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The 17 Best & Worst Condiments!



Condiments - Dr. Axe

You know what they say, “variety is the spice of life,” right? Adding certain condiments to your meals can be a great way to kick up the flavor of basic, healthy foods — making them more tasty, appetizing and enjoyable. But not all condiments belong in your refrigerator or pantry; many are surprisingly loaded with calories, sugar, artificial ingredients and sodium.

When you take a look at the nutritional content of some popular condiments, it’s clear that some are far better choices than others, so here’s what you need to know about the best and worst condiments to keep on hand.

The 10 Best Condiments to Keep in Your Kitchen

1. Apple Cider Vinegar

Apple cider vinegar is one of my favorite ingredients for a variety of reasons: It’s fermented and contains probiotics, has a special compound called acetic acid that has antibacterial properties, can help cure acid reflux or digestive issues, lowers blood pressure, improves diabetes, and might even support weight loss. Vinegar itself was discovered more than 10,000 years ago, and because it provides a strong acidity, it’s beneficial for balancing the body’s pH level and boosting digestive health. Considering how many ways there are to use apple cider vinegar, you can sneak some into your routine every day; try a little in salad dressing, smoothies, detoxifying tonic drinks, marinades and sauces.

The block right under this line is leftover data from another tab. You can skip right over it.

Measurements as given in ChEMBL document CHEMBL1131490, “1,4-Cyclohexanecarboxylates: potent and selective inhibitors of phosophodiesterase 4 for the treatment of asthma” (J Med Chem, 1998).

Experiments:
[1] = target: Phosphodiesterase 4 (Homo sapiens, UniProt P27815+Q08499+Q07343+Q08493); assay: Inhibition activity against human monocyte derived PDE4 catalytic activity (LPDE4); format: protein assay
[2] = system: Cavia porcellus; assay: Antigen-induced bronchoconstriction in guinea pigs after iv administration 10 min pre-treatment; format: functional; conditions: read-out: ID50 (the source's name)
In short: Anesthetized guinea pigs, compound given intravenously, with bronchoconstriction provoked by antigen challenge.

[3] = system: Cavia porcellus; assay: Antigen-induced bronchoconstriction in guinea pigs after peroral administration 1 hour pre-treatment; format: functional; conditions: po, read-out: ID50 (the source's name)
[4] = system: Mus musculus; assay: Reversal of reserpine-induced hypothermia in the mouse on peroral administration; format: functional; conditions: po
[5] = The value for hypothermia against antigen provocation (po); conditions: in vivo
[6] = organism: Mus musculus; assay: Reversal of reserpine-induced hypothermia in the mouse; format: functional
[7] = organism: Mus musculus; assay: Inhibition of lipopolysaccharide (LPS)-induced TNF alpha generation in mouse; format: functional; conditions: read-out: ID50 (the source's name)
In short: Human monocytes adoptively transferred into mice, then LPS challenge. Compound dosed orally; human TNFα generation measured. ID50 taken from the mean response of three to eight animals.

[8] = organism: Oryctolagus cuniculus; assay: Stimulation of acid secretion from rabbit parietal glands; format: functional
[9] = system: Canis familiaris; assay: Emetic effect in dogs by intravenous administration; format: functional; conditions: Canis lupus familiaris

2. Mustards